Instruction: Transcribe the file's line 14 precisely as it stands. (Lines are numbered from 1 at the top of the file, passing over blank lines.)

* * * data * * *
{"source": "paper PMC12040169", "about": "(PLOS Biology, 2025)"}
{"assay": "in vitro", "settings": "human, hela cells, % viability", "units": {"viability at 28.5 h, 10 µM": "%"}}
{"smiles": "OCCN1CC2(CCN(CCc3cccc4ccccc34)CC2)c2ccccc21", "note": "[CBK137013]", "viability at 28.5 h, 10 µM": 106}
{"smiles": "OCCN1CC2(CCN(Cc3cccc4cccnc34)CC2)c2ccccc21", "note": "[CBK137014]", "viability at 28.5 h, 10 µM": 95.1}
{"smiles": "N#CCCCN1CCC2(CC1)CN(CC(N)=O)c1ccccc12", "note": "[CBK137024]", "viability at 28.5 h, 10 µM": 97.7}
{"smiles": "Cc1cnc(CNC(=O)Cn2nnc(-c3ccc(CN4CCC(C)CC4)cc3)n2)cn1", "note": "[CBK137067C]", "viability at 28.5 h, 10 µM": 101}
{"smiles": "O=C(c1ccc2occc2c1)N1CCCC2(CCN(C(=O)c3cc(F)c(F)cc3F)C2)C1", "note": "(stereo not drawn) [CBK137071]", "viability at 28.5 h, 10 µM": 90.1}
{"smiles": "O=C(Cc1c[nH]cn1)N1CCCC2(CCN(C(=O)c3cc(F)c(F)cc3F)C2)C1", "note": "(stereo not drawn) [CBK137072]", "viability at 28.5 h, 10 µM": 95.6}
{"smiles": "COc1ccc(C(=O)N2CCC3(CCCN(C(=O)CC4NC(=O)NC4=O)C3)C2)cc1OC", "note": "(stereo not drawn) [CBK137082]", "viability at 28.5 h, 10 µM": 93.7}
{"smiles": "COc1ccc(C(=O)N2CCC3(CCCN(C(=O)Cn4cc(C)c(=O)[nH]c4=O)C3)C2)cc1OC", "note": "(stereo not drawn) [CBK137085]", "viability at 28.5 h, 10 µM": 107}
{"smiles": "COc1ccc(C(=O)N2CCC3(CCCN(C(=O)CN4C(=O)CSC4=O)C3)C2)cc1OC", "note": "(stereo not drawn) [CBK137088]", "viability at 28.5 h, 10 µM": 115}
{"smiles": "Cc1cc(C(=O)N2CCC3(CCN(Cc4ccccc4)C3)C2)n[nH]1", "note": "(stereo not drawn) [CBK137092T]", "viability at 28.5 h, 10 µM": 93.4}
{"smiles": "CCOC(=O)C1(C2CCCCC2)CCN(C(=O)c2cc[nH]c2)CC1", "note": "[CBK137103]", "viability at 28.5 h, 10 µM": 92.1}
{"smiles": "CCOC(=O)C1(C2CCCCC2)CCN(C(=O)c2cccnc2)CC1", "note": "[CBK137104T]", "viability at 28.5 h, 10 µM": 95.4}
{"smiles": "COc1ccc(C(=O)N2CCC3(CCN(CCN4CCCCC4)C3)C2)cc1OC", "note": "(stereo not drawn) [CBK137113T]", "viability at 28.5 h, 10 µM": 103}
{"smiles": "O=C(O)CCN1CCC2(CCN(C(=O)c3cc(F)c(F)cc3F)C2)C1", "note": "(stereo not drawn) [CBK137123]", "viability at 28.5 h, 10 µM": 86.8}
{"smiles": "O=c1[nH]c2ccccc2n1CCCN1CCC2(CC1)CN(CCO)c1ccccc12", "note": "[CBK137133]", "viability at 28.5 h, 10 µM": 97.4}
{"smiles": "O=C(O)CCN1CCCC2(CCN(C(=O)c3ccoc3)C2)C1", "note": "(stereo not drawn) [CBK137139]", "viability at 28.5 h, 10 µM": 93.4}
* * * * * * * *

{"smiles": "CCOC(=O)C1(C2CCCCC2)CCN(C(=O)c2cccnc2)CC1", "note": "[CBK137104T]", "viability at 28.5 h, 10 µM": 95.4}